Saffron

Latin name:

Crocus sativus L.

Common names:

Saffron, Cultivated Saffron, Cultivated Crocus

Family:

Iridaceae

Origin:

Middle East

Parts of the plant used:

Flower stigmas

 

Description

Saffron, for many decades the most expensive spice in the world, originated in the Middle East. It was first cultivated in the Greek provinces by the ancient Minoan civilisation (Crete, Aegean Sea), and is believed to have been imported to Europe by the Knights Templar. Saffron is characterized by a bitter taste and a fragrance similar to iodoform or hay, caused by picrocrocine and safranal. It also contains a carotenoid, crocin, which gives a yellow-gold tone to dishes containing saffron. While these characteristics make saffron a highly prized ingredient in many culinary specialities around the world, particularly in Persian cuisine, it is important to note that the plant also has medicinal applications.

 

The high price of saffron is due to the difficulties inherent in its extraction, which is done manually. Picking a large number of small stigmas, the only part of the flower that has the desired colouring and aromatic properties, is extremely delicate. Moreover, a very large number of flowers must be processed to finally obtain a commercial quantity of saffron. One pound of dry saffron (0.45 kg) requires the harvesting of nearly 50,000 flowers, which is equivalent to the surface area of a football field. Thus, nearly 75,000 flowers would be needed to produce one pound of saffron. The flowers themselves and their short flowering period make the operation even more complex and demanding. The 150,000 flowers needed to obtain 1 kg of dry saffron require nearly 400 hours of intense work. In Kashmir, for example, thousands of growers have to work around the clock for one to two weeks.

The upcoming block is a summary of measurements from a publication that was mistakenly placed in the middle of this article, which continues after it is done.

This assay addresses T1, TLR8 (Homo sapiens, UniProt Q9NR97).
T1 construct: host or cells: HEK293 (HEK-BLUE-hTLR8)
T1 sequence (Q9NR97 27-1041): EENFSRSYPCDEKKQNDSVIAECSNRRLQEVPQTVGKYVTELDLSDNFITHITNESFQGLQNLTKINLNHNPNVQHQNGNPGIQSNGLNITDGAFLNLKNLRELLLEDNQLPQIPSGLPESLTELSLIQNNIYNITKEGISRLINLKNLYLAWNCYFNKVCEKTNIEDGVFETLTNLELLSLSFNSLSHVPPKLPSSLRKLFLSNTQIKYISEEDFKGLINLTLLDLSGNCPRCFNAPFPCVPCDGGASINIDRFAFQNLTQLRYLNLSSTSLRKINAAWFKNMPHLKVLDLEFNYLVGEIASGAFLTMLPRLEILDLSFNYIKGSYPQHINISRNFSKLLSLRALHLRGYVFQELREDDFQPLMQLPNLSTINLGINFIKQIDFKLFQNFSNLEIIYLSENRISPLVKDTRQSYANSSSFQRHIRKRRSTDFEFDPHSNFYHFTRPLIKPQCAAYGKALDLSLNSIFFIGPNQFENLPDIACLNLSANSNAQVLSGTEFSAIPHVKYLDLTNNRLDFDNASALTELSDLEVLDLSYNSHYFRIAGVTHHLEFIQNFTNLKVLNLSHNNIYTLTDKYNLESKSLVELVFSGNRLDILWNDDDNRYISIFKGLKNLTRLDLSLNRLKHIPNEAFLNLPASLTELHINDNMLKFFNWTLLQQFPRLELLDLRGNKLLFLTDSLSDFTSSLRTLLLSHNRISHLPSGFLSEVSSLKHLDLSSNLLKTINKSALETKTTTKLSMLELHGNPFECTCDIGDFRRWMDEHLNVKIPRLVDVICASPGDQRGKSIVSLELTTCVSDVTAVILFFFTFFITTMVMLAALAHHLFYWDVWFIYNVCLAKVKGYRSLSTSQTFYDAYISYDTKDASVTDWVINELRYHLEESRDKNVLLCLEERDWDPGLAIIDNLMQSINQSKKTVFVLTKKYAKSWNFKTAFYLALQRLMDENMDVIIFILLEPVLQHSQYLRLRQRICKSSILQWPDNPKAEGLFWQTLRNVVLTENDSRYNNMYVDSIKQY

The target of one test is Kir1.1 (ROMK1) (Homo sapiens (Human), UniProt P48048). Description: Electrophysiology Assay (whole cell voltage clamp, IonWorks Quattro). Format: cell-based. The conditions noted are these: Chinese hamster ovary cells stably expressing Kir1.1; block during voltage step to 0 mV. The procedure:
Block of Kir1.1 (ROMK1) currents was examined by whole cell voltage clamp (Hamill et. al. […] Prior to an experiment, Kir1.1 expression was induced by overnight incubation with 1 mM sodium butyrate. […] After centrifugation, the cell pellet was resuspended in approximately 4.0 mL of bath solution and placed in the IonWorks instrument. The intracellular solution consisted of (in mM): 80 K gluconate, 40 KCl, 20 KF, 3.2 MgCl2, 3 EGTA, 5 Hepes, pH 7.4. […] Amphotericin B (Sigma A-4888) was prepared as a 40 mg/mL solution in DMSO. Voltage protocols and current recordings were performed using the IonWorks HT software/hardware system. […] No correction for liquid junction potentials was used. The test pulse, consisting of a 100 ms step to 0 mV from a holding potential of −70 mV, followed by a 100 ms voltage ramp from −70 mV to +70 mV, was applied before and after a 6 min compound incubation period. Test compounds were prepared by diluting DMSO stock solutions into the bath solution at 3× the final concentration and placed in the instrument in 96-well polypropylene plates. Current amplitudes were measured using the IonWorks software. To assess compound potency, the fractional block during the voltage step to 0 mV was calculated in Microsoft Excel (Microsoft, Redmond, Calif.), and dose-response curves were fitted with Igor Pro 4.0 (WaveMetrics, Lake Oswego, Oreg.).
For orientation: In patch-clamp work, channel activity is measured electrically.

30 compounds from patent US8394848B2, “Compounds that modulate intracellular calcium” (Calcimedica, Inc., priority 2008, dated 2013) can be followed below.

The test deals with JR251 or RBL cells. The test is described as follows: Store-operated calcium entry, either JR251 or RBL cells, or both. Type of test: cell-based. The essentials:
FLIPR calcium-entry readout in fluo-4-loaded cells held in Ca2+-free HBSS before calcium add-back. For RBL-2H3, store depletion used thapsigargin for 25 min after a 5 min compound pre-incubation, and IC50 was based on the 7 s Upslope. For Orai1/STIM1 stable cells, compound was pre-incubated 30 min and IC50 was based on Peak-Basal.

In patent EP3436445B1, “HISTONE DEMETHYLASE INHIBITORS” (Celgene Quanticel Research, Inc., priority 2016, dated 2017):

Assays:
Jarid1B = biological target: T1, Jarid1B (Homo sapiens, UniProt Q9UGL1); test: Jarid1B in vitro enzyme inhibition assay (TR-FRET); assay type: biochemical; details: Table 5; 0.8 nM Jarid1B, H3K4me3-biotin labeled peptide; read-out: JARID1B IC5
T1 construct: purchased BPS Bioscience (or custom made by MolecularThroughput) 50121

Saffron contains more than 150 compounds, many of them carotenoids, including zeaxanthin, lycopene, and α- and β-carotenes.

The benefits

  • Anti-stress and anti-depressant effects: the anti-depressant effects of saffron have been shown in vivo as well as in various pilot clinical studies.
  • Treatment of overweight and satiety: a first clinical study (2007) showed its effectiveness: weight loss in 80% of subjects, via an 84% reduction in the desire to eat and a 55% reduction in snacking.

The particularities of THERASCIENCE

The saffron extracts used by the THERASCIENCE Laboratory are derived from an innovative patented biotechnology, Safr'Inside, which guarantees the quality and optimal effectiveness of the extracts.

To find out more, click on Safr’Inside™.

 

 

 

Our products based on Saffron

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